GTR Home > Conditions/Phenotypes > Oculocutaneous albinism type 3

Summary

Oculocutaneous albinism is a group of conditions that affect coloring (pigmentation) of the skin, hair, and eyes. Affected individuals typically have very fair skin and white or light-colored hair. Long-term sun exposure greatly increases the risk of skin damage and skin cancers, including an aggressive form of skin cancer called melanoma, in people with this condition. Oculocutaneous albinism also reduces pigmentation of the colored part of the eye (the iris) and the light-sensitive tissue at the back of the eye (the retina). People with this condition usually have vision problems such as reduced sharpness; rapid, involuntary eye movements (nystagmus); and increased sensitivity to light (photophobia). The four types of oculocutaneous albinism are designated as type 1 (OCA1) through type 4 (OCA4). Oculocutaneous albinism type 1 is characterized by white hair, very pale skin, and light-colored irises. Type 2 is typically less severe than type 1; the skin is usually ... a creamy white color and hair may be light yellow, blond, or light brown. Type 3 includes a form of albinism called rufous oculocutaneous albinism, which usually affects dark-skinned people. Affected individuals have reddish-brown skin, ginger or red hair, and hazel or brown irises. Type 3 is often associated with milder vision abnormalities than the other forms of oculocutaneous albinism. Type 4 has signs and symptoms similar to those seen with type 2. Because their features overlap, the four types of oculocutaneous albinism are most accurately distinguished by their genetic cause. [from GHR] more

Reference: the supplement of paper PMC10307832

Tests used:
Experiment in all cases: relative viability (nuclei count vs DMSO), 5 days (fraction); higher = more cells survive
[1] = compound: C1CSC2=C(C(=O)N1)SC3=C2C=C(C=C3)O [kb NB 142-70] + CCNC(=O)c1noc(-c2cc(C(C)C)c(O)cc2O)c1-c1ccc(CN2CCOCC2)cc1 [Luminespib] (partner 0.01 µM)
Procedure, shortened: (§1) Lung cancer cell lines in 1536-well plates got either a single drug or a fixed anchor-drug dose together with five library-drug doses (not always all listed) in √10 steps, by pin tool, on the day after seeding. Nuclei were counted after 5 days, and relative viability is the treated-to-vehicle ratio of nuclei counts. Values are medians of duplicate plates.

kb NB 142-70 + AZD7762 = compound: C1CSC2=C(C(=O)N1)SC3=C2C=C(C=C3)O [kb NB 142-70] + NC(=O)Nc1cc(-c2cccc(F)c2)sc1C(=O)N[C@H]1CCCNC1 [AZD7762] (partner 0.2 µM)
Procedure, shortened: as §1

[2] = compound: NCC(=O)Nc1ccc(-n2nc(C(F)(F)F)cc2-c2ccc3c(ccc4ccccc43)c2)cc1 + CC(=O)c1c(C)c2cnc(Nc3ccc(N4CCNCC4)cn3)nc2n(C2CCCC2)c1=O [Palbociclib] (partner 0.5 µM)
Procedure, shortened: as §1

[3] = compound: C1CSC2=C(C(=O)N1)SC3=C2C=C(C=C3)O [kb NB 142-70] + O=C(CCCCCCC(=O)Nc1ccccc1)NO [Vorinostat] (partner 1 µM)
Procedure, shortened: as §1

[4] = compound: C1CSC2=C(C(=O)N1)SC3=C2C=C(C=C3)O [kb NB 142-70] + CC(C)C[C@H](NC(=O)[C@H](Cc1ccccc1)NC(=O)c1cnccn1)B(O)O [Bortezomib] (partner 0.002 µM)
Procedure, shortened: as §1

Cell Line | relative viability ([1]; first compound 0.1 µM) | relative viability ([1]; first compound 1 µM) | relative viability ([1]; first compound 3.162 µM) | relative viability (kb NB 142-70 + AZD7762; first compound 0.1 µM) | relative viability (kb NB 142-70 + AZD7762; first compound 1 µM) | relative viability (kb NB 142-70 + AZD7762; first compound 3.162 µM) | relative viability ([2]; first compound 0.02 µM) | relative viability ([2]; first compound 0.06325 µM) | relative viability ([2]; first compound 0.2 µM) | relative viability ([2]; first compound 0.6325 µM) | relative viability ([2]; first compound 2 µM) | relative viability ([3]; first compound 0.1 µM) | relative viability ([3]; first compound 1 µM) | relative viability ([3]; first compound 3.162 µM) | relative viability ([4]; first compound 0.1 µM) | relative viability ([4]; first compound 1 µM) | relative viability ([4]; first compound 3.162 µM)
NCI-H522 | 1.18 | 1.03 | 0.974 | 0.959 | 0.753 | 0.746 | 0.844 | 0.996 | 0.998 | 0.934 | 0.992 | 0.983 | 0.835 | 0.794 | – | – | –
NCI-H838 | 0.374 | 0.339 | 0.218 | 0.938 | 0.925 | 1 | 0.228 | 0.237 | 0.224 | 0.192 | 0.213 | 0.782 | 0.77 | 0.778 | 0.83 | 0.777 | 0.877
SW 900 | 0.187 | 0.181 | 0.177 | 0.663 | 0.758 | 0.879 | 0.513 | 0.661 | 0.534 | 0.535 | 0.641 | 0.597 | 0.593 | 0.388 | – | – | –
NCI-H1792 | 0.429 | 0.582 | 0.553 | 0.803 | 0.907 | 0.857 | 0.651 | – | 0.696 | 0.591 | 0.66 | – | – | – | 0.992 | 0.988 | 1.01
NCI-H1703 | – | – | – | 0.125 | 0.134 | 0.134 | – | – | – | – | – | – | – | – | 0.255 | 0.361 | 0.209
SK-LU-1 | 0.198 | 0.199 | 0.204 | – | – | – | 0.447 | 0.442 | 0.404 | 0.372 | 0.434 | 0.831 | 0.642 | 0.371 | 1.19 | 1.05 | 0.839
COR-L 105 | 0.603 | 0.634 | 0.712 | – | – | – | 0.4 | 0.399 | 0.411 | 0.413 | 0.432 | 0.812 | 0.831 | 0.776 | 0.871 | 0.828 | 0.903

Available tests

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Associated genes

  • Also known as: RP11-3L8.1, CAS2, CATB, GP75, OCA3, TRP, TRP1, TYRP, b-PROTEIN, TYRP1
    Summary: tyrosinase-related protein 1

Clinical features

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  • Freckling
  • Strabismus
  • Nystagmus
  • Cutaneous photosensitivity
  • Ocular albinism
  • Red hair
  • Partial albinism
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